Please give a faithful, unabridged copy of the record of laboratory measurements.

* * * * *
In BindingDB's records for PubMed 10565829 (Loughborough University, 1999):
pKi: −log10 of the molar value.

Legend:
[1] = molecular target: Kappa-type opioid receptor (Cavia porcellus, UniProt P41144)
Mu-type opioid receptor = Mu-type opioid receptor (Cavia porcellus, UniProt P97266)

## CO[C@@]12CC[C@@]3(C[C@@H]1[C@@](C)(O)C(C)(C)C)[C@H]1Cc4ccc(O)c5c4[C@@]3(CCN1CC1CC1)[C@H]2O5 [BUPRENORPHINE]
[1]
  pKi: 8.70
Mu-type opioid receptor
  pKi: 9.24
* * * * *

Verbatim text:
In BindingDB's records for PubMed 10565829 (Loughborough University, 1999):
pKi: −log10 of the molar value.

Legend:
[1] = molecular target: Kappa-type opioid receptor (Cavia porcellus, UniProt P41144)
Mu-type opioid receptor = Mu-type opioid receptor (Cavia porcellus, UniProt P97266)

## CO[C@@]12CC[C@@]3(C[C@@H]1[C@@](C)(O)C(C)(C)C)[C@H]1Cc4ccc(O)c5c4[C@@]3(CCN1CC1CC1)[C@H]2O5 [BUPRENORPHINE]
[1]
  pKi: 8.70
Mu-type opioid receptor
  pKi: 9.24